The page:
Good morning, John;
Wow, and all this time I thought that those cases would protect our cameras.
The Tamron 06B SP 350 mm f 5.6 Mirror Lens came today. Yes, there is an Adaptall-2 Nikon mount to go on the back of it.
Enjoy; Ralph Javins
Part of the issue is that it dropped from 4', then rolled, hitting the right front tire of the car I was driving (same car that I was changing the tire on when you called in December). I suspect that if it had been a more gentle drop, it would've been ok.
Oh, btw, did you call me a couple days ago? Was driving @ the time, if you did, and didn't recognize the phone number.
Good morning, John;
Well, I think I did try to call you. I do know that I have thought of calling several times, and there probably was an acting out on one of those thoughts. Again, it was to ask about the book. I will check with Doug again.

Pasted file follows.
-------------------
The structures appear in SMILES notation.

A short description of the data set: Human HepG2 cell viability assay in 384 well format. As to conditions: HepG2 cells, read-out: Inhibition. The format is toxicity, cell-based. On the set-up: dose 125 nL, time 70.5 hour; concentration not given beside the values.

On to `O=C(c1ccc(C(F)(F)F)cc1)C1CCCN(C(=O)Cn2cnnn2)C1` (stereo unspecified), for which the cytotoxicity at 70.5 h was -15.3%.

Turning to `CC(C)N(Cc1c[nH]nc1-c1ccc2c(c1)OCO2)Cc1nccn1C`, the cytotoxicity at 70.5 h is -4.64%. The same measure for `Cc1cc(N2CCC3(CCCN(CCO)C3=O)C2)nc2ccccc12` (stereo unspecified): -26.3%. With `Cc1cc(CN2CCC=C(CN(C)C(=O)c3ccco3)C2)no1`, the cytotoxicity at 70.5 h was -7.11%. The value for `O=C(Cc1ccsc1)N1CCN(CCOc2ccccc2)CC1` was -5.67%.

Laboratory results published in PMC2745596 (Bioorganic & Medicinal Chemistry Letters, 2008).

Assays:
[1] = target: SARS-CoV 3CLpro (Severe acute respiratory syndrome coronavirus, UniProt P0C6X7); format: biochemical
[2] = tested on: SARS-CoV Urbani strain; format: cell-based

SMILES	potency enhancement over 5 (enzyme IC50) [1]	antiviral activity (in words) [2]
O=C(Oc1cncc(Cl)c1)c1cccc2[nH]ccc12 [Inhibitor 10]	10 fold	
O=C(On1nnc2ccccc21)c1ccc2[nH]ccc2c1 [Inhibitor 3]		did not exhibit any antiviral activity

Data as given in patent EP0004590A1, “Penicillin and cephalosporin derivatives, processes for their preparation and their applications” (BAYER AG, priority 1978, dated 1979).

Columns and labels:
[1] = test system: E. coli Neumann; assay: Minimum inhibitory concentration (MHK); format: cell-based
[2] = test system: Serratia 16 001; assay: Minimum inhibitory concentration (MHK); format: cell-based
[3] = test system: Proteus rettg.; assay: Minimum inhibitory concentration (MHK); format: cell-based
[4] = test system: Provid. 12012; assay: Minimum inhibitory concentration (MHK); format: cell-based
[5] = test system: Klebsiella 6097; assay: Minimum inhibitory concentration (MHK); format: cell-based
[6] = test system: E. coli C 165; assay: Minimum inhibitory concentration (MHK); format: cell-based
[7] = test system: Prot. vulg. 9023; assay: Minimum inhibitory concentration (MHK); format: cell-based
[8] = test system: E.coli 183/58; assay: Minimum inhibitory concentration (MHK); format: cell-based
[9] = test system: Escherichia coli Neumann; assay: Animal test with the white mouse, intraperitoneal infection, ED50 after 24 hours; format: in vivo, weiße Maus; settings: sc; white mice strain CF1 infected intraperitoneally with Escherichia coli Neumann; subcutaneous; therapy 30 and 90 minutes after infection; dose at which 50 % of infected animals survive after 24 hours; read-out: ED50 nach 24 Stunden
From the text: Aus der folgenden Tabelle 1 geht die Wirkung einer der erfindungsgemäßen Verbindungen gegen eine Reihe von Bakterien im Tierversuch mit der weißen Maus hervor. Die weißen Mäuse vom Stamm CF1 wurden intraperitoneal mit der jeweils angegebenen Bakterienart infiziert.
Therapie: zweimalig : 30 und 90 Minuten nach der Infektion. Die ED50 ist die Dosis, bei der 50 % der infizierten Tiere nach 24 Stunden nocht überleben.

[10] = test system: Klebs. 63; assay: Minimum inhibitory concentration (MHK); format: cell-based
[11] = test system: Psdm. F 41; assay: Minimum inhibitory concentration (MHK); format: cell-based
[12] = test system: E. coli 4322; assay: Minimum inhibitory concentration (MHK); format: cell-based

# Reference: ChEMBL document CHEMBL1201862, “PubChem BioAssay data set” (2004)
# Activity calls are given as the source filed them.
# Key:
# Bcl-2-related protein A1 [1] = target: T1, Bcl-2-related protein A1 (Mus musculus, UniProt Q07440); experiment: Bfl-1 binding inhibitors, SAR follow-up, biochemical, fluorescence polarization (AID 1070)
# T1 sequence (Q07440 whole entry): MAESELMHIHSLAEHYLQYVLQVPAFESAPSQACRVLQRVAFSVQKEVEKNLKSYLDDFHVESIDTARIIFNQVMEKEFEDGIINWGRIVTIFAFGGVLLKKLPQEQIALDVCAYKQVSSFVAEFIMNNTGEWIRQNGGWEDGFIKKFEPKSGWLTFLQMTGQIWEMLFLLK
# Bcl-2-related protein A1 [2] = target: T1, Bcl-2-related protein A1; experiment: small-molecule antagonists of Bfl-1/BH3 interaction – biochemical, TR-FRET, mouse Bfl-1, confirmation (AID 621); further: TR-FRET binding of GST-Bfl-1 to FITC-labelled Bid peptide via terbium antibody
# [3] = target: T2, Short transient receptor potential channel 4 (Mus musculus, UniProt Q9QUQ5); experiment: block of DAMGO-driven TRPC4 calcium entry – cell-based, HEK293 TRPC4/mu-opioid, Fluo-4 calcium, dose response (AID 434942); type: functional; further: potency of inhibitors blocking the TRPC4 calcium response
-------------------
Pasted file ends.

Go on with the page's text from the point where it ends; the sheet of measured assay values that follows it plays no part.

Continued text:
The tech at Doug's just about has the EOS-20D open. They will try to replace the bent and the missing pins first. The next step if required will be to ask Canon for a new part. I am still not sure how I managed to damage the pins just putting the CF card into the slot. Life with a camera that just uses film is so much simpler. Those digital things are special purpose devices as far as I am concerned.
Enjoy; Ralph Javins
Doug might've sold it. He did say that he was going to offer it up for sale to the general public for $29.00, even though I told him that you had first right of refusal.
With respect to the F4 that I had you check out, Kenmore just got another one in yesterday. It's an F4s, for $149.50. Marked as fair, condition-wise. Might be worth grabbing, if the LCD's are in good shape, and it's properly functioning.